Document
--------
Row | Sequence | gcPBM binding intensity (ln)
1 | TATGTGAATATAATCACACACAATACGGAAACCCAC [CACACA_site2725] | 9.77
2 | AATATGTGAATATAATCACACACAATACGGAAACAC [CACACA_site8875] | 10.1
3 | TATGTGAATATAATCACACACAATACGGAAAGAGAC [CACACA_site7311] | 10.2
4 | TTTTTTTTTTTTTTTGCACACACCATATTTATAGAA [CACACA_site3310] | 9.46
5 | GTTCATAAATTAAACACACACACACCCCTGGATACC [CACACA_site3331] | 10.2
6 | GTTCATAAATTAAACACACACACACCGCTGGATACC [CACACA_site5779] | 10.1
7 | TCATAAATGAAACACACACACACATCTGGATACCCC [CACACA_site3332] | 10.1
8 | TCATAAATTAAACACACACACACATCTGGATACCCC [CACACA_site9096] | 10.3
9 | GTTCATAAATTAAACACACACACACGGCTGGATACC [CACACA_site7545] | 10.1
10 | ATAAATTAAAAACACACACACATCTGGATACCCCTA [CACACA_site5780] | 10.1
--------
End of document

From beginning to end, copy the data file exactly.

Row | Sequence | gcPBM binding intensity (ln)
1 | TATGTGAATATAATCACACACAATACGGAAACCCAC [CACACA_site2725] | 9.77
2 | AATATGTGAATATAATCACACACAATACGGAAACAC [CACACA_site8875] | 10.1
3 | TATGTGAATATAATCACACACAATACGGAAAGAGAC [CACACA_site7311] | 10.2
4 | TTTTTTTTTTTTTTTGCACACACCATATTTATAGAA [CACACA_site3310] | 9.46
5 | GTTCATAAATTAAACACACACACACCCCTGGATACC [CACACA_site3331] | 10.2
6 | GTTCATAAATTAAACACACACACACCGCTGGATACC [CACACA_site5779] | 10.1
7 | TCATAAATGAAACACACACACACATCTGGATACCCC [CACACA_site3332] | 10.1
8 | TCATAAATTAAACACACACACACATCTGGATACCCC [CACACA_site9096] | 10.3
9 | GTTCATAAATTAAACACACACACACGGCTGGATACC [CACACA_site7545] | 10.1
10 | ATAAATTAAAAACACACACACATCTGGATACCCCTA [CACACA_site5780] | 10.1